When I heard Frantic Assembly’s ‘Othello’ was being performed I was very excited: Shakespeare and Frantic are, for me, a match made in theatre heaven. This award-winning production was originally performed in 2008, but has recently been brought back with a new cast. And I have to say, I wasn’t disappointed.
The lighting and music were used in the same way as in most Frantic Assembly productions. (I know from personal experience, at a workshop by Frantic, that they consider both sound and lights as two extremely important theatrical elements when creating physical theatre.) But what takes centre stage is the movement. From the very start there was an incredible energy from all the actors, and naturally the movements were fascinating to watch. For me, the best scene for physical theatre was the opening scene: it was full of extraordinary moments and constant movements, combined brilliantly with the acting. However, I did feel that as the show continued the physical theatre element began to fade through the second half, which was slightly disappointing.
The acting itself was surprisingly good, particularly when not part of the main action – it felt so realistic, as if they really were just having a conversation with friends at a pub. On the other hand, I did feel that the Shakespearean dialogue sometimes got lost through their diction and their use of accents, which made it slightly harder to follow.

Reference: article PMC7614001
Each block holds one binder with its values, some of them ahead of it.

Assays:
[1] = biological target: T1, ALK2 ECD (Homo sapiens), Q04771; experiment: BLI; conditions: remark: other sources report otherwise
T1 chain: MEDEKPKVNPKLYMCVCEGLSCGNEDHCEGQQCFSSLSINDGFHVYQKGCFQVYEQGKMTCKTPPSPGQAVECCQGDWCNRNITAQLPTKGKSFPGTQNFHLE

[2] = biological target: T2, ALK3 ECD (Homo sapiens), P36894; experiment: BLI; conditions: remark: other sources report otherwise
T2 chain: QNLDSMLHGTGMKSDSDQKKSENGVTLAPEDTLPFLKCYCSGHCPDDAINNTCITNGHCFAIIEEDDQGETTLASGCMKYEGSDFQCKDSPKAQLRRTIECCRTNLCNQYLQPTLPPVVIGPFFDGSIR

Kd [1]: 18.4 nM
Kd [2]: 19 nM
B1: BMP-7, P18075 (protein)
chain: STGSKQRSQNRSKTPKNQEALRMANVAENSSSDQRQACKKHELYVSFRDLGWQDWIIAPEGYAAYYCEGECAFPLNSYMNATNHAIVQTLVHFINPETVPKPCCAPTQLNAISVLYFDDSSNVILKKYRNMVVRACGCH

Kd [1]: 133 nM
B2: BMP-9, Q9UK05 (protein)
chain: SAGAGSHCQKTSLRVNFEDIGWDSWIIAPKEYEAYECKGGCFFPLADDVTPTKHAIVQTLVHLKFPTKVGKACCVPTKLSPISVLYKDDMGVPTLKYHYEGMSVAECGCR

I would like to point out that this version of Othello is not the full Shakespearean play. Instead, it was stripped back to the bare minimum (omitting the long soliloquies of Othello and Iago). I didn’t mind this though! I feel that this way it’s more engaging and appeals more to the younger, modern audience – especially as the majority of the audience was made up of sixth form drama trips.
Overall, this production was a fantastic blend of modern and Elizabethan theatre, and it’s no wonder that Frantic Assembly brought it back!